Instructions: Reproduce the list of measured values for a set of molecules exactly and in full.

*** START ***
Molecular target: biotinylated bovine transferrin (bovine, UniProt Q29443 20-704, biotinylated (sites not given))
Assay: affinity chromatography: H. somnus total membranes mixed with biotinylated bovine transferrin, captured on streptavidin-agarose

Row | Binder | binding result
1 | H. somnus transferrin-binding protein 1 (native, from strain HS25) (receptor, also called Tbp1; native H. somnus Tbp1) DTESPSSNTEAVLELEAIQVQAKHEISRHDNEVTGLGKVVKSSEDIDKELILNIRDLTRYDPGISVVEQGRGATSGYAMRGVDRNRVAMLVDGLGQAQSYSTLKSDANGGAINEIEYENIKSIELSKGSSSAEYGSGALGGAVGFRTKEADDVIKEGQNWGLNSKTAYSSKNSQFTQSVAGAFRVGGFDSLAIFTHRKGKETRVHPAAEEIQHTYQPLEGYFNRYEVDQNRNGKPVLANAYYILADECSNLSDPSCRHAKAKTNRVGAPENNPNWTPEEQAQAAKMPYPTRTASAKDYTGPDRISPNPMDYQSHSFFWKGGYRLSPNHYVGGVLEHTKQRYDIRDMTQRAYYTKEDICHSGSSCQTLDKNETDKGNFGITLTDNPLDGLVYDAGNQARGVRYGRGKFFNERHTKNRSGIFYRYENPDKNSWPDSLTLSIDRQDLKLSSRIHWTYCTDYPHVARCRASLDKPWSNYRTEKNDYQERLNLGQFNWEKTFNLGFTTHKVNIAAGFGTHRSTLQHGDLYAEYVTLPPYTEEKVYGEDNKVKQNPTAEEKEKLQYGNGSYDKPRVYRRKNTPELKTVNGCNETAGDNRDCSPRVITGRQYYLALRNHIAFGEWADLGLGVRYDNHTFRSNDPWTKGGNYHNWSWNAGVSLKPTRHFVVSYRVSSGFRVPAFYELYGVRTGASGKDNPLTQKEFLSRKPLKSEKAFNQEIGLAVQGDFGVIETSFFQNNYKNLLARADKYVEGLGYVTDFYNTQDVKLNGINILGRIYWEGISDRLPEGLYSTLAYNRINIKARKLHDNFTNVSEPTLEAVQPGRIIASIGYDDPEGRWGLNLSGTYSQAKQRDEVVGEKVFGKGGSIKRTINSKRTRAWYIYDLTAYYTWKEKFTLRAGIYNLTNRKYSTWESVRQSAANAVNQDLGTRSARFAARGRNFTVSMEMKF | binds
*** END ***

Molecular target: biotinylated bovine transferrin (bovine, UniProt Q29443 20-704, biotinylated (sites not given))
Assay: affinity chromatography: H. somnus total membranes mixed with biotinylated bovine transferrin, captured on streptavidin-agarose

Row | Binder | binding result
1 | H. somnus transferrin-binding protein 1 (native, from strain HS25) (receptor, also called Tbp1; native H. somnus Tbp1) DTESPSSNTEAVLELEAIQVQAKHEISRHDNEVTGLGKVVKSSEDIDKELILNIRDLTRYDPGISVVEQGRGATSGYAMRGVDRNRVAMLVDGLGQAQSYSTLKSDANGGAINEIEYENIKSIELSKGSSSAEYGSGALGGAVGFRTKEADDVIKEGQNWGLNSKTAYSSKNSQFTQSVAGAFRVGGFDSLAIFTHRKGKETRVHPAAEEIQHTYQPLEGYFNRYEVDQNRNGKPVLANAYYILADECSNLSDPSCRHAKAKTNRVGAPENNPNWTPEEQAQAAKMPYPTRTASAKDYTGPDRISPNPMDYQSHSFFWKGGYRLSPNHYVGGVLEHTKQRYDIRDMTQRAYYTKEDICHSGSSCQTLDKNETDKGNFGITLTDNPLDGLVYDAGNQARGVRYGRGKFFNERHTKNRSGIFYRYENPDKNSWPDSLTLSIDRQDLKLSSRIHWTYCTDYPHVARCRASLDKPWSNYRTEKNDYQERLNLGQFNWEKTFNLGFTTHKVNIAAGFGTHRSTLQHGDLYAEYVTLPPYTEEKVYGEDNKVKQNPTAEEKEKLQYGNGSYDKPRVYRRKNTPELKTVNGCNETAGDNRDCSPRVITGRQYYLALRNHIAFGEWADLGLGVRYDNHTFRSNDPWTKGGNYHNWSWNAGVSLKPTRHFVVSYRVSSGFRVPAFYELYGVRTGASGKDNPLTQKEFLSRKPLKSEKAFNQEIGLAVQGDFGVIETSFFQNNYKNLLARADKYVEGLGYVTDFYNTQDVKLNGINILGRIYWEGISDRLPEGLYSTLAYNRINIKARKLHDNFTNVSEPTLEAVQPGRIIASIGYDDPEGRWGLNLSGTYSQAKQRDEVVGEKVFGKGGSIKRTINSKRTRAWYIYDLTAYYTWKEKFTLRAGIYNLTNRKYSTWESVRQSAANAVNQDLGTRSARFAARGRNFTVSMEMKF | binds